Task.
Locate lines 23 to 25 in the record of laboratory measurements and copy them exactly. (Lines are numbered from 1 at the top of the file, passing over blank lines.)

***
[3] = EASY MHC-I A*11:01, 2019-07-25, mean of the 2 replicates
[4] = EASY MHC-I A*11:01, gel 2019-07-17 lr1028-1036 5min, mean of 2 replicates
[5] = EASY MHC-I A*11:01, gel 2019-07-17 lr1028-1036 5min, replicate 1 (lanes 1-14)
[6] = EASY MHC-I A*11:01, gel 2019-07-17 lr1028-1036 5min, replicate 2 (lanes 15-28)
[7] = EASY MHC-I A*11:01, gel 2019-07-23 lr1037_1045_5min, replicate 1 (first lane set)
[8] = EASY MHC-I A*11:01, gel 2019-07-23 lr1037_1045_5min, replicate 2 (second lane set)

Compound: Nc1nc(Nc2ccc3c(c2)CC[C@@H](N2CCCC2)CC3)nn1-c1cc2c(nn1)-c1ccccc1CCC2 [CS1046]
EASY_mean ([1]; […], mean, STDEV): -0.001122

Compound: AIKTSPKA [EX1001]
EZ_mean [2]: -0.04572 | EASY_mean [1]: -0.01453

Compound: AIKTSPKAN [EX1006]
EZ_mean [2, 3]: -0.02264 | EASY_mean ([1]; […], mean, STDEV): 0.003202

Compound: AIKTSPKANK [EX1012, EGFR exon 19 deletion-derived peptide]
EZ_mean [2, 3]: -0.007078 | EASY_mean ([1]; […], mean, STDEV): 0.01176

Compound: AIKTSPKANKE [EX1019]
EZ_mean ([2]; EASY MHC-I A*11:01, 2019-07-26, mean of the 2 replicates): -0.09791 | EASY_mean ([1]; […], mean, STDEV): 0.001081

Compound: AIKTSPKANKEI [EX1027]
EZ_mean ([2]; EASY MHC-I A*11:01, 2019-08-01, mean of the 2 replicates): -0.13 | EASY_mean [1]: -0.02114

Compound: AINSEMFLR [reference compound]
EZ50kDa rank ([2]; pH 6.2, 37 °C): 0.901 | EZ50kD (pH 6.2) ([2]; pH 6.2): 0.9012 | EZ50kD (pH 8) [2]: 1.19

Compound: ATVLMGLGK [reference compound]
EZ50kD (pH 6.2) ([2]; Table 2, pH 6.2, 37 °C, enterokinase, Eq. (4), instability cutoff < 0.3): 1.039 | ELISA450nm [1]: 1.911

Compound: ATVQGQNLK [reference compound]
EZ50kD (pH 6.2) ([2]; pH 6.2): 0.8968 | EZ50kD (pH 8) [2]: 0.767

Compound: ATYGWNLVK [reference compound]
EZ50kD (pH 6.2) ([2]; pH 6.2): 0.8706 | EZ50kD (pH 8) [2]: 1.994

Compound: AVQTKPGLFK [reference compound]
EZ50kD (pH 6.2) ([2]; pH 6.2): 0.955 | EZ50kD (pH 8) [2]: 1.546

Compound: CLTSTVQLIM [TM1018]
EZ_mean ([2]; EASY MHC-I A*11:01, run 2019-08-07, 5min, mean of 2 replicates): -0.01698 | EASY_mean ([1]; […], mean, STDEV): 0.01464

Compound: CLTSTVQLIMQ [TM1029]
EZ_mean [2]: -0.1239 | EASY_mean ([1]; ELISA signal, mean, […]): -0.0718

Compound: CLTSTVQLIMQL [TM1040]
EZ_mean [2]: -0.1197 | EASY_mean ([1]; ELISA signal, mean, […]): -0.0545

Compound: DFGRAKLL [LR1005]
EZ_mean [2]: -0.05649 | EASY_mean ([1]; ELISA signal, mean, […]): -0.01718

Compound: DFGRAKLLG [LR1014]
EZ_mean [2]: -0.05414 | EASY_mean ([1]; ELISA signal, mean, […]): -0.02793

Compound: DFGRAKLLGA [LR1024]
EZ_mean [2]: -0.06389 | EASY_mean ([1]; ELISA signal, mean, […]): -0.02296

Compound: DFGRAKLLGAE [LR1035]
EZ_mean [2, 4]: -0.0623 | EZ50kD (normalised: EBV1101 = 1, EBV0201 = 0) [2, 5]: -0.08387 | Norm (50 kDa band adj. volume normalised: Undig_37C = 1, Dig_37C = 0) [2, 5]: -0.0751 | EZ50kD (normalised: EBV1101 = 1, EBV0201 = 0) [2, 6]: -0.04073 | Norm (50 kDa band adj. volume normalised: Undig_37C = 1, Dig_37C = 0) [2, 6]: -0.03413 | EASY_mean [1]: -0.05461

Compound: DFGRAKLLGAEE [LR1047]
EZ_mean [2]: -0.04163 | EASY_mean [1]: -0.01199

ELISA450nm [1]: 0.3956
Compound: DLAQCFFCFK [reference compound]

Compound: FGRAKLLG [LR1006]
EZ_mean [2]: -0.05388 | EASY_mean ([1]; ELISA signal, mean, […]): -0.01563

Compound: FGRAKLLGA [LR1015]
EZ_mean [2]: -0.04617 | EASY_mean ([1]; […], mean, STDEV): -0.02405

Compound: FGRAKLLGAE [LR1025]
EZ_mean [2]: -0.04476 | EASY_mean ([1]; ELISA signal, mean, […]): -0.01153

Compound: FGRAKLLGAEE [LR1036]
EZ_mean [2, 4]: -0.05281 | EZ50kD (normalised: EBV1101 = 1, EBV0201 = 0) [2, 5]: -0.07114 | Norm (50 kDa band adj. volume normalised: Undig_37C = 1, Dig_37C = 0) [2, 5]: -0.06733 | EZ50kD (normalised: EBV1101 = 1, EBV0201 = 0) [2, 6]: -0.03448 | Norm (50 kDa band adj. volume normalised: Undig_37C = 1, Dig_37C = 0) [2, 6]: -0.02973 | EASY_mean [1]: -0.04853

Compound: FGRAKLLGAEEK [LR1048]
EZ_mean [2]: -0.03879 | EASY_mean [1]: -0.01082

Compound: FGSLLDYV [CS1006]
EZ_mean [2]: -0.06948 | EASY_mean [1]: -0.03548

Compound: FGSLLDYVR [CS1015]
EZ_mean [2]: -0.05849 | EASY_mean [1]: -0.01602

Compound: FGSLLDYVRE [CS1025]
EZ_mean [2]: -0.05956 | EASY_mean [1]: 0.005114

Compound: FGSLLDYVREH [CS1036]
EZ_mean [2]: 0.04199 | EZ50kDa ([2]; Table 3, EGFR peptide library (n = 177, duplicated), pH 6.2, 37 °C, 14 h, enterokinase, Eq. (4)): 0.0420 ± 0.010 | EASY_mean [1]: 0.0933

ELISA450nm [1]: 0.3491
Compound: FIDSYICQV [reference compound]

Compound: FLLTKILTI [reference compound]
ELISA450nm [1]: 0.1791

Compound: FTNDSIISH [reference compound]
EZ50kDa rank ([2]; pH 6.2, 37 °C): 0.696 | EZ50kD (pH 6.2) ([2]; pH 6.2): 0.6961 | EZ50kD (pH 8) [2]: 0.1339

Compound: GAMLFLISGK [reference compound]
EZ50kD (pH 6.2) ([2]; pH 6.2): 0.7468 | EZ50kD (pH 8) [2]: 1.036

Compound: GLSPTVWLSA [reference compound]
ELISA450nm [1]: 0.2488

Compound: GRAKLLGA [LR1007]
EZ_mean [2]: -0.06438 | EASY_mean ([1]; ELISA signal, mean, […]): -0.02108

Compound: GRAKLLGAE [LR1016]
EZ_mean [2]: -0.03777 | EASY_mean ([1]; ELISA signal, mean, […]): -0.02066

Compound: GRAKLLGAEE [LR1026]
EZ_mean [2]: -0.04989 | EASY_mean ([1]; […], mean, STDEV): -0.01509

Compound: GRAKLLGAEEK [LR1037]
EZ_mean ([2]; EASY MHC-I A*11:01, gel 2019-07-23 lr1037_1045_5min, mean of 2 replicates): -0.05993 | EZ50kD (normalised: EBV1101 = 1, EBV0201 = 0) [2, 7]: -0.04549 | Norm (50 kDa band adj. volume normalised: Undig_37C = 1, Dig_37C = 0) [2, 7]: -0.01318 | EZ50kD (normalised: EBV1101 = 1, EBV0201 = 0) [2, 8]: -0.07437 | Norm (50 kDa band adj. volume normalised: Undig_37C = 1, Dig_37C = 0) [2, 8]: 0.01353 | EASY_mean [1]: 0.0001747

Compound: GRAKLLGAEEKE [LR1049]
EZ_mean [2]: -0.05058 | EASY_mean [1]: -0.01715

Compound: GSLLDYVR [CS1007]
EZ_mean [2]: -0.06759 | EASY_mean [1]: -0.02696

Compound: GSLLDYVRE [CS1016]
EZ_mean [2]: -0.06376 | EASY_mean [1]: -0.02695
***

Compound: ATVQGQNLK [reference compound]
EZ50kD (pH 6.2) ([2]; pH 6.2): 0.8968 | EZ50kD (pH 8) [2]: 0.767

Compound: ATYGWNLVK [reference compound]